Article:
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Fig. 4

(a) Image of the capillary after centrifuging. Due to the difference of density, red blood cells are at the bottom of the capillary, separation media is in the middle, and lymphocytes band is located above the separation media and below plasma. Laser cutting position is 10 mm below the lymphocyte band. (b) Three-dimensional drawing of capillary gripper. Each capillary is picked up due to the friction force by the O rings in the collet. Plunger in the shaft is used to partially seal the capillary tip not to lose cells during transportation. Compressed air from the nozzle comes into the shaft from the top, pushing the liquid out of the capillary [3].

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Fig. 5

Well plate geometries used in the numerical modeling. (a) 2D cross section geometry of the filter plate, the bottom of which is made of polycarbonate membrane. (b) 2D cross section geometry of the V-shaped well plate with conic bottom.

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Fig. 6

Imaging well plate geometries used in the numerical modeling. (a) 2D cross section geometry of the imaging well plate, bottom of which is a transparent thin film. (b) 3D geometry of the imaging plate; the cannula is placed 1 mm above the bottom and the arrows indicate the velocity field of the liquid region.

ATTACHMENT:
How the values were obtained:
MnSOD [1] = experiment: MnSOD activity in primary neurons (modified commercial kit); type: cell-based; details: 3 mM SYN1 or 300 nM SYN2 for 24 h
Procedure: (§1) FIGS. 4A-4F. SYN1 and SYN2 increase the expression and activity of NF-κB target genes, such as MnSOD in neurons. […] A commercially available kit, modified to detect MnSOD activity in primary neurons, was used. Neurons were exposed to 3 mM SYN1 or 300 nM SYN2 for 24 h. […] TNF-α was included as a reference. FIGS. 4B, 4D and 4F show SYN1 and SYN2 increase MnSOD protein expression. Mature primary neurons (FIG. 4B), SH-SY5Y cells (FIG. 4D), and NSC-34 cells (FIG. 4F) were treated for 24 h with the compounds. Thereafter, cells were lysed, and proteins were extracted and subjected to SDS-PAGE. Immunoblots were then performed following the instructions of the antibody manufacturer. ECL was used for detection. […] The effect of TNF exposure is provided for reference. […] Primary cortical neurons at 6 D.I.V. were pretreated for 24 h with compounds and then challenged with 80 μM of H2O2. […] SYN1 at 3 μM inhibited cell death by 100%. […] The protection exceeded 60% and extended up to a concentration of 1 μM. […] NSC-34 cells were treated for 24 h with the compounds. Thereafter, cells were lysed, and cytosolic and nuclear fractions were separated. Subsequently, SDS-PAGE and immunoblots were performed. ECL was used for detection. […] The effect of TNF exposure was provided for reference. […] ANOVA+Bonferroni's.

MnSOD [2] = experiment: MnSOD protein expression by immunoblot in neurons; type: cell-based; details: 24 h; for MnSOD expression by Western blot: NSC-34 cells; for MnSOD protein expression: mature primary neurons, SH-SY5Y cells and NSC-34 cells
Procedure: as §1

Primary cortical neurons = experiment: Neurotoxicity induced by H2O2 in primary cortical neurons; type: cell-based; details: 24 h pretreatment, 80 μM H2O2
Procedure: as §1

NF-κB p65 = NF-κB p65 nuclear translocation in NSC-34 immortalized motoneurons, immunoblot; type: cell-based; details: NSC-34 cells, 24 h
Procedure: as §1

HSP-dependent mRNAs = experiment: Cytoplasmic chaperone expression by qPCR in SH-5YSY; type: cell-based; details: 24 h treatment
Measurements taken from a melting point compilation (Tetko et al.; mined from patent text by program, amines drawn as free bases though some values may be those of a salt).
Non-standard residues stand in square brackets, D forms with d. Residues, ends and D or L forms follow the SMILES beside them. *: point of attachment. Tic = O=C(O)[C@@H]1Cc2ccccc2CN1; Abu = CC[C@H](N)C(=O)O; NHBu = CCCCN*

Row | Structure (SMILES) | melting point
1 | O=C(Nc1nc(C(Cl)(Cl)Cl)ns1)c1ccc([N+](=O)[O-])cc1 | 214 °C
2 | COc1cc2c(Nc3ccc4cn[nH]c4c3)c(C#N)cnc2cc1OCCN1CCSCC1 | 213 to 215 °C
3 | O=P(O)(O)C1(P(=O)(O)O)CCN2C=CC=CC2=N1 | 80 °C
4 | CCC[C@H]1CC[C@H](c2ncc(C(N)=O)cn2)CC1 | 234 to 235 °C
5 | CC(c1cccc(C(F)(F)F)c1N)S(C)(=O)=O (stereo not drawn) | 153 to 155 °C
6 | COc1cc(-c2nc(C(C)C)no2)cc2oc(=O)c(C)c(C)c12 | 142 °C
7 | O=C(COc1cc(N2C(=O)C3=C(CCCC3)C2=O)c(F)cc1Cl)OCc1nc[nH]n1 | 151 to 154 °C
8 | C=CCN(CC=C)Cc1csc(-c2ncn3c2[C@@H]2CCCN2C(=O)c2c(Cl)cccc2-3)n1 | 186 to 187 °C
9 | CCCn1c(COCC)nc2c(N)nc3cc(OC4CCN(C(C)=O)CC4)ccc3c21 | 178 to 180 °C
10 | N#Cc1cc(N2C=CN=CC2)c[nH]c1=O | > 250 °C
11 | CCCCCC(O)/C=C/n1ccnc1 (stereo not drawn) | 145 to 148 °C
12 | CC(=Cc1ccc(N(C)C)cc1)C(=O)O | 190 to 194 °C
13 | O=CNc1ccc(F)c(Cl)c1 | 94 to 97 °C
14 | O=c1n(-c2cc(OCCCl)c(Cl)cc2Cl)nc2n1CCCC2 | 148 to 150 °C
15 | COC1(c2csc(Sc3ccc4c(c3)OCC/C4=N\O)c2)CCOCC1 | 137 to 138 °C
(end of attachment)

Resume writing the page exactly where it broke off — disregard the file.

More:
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Fig. 7

Numerical modeling of splashing phenomenon in (a) in the filter plate, the inlet velocity from the capillary (black solid block) was 1.4 m/s. The bottom of the well is a porous membrane filter. The contact angle between filter bottom and liquid was 30 deg. No splashing from the simulation matched the experimental observations; (b) in the V-shaped well plate, the inlet velocity was the same as that of (a). The wettability of the V-shaped well plate was set as a contact angle of 150 deg. Due to the differences of geometry and wettability, with the same inlet speed, liquid splashed in the V-shaped well plate; (c) The inlet velocity reduced from 1.4 m/s to 0.65 m/s and the same amount of liquid was collected from the capillary. Under this condition, no cell splashing occurred.

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Fig. 8

The relationship between percent of liquid splashed out of the V-shaped well and inlet velocity obtained from the numerical modeling. Typical image cases, no splashing at low velocity (left), and splashing at high velocity (right) are superposed for qualitative comparison. Dye is used to enhance the contrast, and in real process, the separation medium is colorless.

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Fig. 9

Optical microscopy of poor cell distribution at different positions in the imaging plate: (a) at corners and edges and (b) in the middle of the well. (a) Huge amount of cells gathered and created clusters at corners and along the edge. (b) Only a few of cells were in the middle area. The density of cells in the middle was much less than that at the corner and along the edge, which indicated the poor cell distribution.